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I'm writing a research paper about the implications of additive manufacturing for space travel. As a part of this paper, I'm going to illustrate some of the drawbacks of 3D printed objects such as how the strength of an object depends on the direction of the force relative to the layer arrangement. I was wondering if, alongside a practical demonstration, I could somehow use some high definition equipment to image the bonding of the plastic vertically and horizontally as a result of the 3D printing process?

Would anyone know what kind of equipment I would need for such a thing(or if there are any studies about it)?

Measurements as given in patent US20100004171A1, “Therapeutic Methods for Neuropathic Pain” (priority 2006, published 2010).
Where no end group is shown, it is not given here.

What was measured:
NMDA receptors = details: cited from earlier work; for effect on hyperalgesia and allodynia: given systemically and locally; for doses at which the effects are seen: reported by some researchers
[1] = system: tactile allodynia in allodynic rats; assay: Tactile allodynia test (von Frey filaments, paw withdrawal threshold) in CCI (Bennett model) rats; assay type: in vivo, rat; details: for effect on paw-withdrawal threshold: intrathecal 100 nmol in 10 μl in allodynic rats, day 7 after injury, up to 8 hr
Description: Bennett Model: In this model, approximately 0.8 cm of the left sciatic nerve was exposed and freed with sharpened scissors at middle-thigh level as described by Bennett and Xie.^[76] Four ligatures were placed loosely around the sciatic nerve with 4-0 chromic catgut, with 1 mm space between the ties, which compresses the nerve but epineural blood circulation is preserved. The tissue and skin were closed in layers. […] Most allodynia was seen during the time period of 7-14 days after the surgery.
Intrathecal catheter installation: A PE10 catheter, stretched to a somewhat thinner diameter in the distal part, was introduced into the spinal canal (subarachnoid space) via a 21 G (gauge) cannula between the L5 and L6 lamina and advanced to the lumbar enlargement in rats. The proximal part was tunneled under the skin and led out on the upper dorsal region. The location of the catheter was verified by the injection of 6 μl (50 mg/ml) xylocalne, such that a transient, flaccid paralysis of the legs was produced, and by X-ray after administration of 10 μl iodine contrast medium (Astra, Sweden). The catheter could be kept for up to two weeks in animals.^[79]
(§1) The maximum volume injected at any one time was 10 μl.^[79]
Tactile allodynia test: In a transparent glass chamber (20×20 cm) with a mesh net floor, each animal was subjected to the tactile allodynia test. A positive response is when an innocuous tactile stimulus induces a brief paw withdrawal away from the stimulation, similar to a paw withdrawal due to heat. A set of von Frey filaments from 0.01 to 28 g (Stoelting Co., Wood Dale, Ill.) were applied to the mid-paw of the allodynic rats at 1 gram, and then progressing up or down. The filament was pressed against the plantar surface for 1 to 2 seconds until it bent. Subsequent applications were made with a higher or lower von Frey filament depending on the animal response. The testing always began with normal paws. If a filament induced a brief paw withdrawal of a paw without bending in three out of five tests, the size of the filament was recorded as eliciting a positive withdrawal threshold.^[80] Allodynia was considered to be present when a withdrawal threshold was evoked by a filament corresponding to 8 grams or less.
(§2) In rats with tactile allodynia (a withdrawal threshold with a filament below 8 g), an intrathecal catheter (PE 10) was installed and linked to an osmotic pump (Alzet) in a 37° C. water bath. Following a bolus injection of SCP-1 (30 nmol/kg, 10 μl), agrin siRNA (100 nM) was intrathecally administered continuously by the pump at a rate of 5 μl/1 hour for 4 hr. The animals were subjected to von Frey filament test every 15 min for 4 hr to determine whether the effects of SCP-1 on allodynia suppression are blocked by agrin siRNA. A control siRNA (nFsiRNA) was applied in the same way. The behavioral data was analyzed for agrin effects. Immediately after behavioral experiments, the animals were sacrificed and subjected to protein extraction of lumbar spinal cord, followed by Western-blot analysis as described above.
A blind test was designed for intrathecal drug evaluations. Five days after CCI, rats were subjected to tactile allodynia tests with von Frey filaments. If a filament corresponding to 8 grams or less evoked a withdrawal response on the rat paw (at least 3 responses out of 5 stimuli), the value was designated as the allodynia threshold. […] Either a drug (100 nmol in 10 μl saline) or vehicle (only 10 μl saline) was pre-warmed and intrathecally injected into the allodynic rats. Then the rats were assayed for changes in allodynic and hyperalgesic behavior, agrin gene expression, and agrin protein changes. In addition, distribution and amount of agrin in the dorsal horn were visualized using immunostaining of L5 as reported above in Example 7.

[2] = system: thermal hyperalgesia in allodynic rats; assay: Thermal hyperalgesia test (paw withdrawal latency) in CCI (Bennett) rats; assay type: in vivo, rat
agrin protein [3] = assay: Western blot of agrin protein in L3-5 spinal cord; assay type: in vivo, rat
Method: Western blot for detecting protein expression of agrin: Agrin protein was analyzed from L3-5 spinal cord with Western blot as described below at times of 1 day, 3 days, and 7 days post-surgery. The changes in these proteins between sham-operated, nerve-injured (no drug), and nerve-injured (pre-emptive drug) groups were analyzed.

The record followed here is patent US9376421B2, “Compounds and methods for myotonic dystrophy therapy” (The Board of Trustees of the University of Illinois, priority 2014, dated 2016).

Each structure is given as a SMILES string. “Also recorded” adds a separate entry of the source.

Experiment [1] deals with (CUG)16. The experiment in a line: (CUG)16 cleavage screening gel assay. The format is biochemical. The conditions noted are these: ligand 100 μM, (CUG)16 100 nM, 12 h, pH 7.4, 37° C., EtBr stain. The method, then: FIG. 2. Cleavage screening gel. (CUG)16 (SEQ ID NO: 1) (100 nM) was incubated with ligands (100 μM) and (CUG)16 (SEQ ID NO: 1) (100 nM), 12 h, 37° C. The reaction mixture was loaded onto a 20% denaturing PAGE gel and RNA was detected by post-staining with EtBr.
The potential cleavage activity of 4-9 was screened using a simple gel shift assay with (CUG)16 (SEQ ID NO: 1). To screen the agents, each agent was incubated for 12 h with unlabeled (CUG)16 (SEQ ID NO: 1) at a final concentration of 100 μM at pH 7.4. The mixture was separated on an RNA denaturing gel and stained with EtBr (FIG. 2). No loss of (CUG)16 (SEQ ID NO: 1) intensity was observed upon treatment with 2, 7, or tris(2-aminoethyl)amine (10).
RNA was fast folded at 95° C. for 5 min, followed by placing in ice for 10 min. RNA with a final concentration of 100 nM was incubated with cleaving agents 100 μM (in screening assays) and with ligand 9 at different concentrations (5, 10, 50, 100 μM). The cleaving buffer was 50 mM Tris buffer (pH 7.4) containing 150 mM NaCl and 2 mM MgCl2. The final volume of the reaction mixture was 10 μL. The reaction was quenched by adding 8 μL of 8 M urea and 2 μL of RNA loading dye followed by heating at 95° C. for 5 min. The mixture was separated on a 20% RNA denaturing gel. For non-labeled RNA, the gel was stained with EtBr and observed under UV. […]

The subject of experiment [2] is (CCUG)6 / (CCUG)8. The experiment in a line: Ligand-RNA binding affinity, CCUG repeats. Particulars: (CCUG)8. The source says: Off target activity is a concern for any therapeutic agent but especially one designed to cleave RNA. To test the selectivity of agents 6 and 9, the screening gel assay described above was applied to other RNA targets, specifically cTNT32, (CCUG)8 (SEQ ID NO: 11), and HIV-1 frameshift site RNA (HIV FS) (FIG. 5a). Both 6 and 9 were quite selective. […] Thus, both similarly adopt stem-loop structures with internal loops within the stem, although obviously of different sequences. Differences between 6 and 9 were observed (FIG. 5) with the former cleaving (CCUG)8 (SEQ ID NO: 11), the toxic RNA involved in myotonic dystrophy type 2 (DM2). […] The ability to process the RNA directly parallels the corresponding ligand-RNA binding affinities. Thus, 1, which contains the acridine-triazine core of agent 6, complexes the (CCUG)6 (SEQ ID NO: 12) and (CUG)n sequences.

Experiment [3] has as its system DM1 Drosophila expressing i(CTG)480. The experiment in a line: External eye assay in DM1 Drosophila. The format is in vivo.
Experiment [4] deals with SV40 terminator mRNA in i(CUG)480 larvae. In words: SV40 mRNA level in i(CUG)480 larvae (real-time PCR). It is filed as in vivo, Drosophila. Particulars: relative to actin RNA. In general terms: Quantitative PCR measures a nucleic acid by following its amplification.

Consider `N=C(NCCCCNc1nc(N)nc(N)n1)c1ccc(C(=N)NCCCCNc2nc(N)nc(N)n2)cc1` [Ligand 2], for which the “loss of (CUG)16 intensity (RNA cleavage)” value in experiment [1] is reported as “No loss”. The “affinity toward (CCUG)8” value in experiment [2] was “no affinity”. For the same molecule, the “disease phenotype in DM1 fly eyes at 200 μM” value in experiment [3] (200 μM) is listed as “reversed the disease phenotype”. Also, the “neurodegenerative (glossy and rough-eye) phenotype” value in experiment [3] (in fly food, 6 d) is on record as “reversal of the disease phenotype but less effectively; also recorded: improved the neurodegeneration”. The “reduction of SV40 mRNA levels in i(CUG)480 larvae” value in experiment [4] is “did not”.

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  • $\begingroup$ If I had to guess, some low temperature polishing to prevent creep and a scanning electron microscope. But I would ask a university’s polymer department, they might have some experience with it. $\endgroup$
    – Ezra
    Dec 20, 2020 at 11:28
  • $\begingroup$ I'd try to cast epoxy around the object, sand and polish the surface down to a mirror finish, rinse it in an ultrasonic cleaner. Then I'd use a standard metallographic microscope first to make images of layer-to-layer and shell-to-shell bonds. If you then need still more resolution, you can still fire electron beams on your specimen. $\endgroup$
    – jwagn
    Dec 21, 2020 at 23:13

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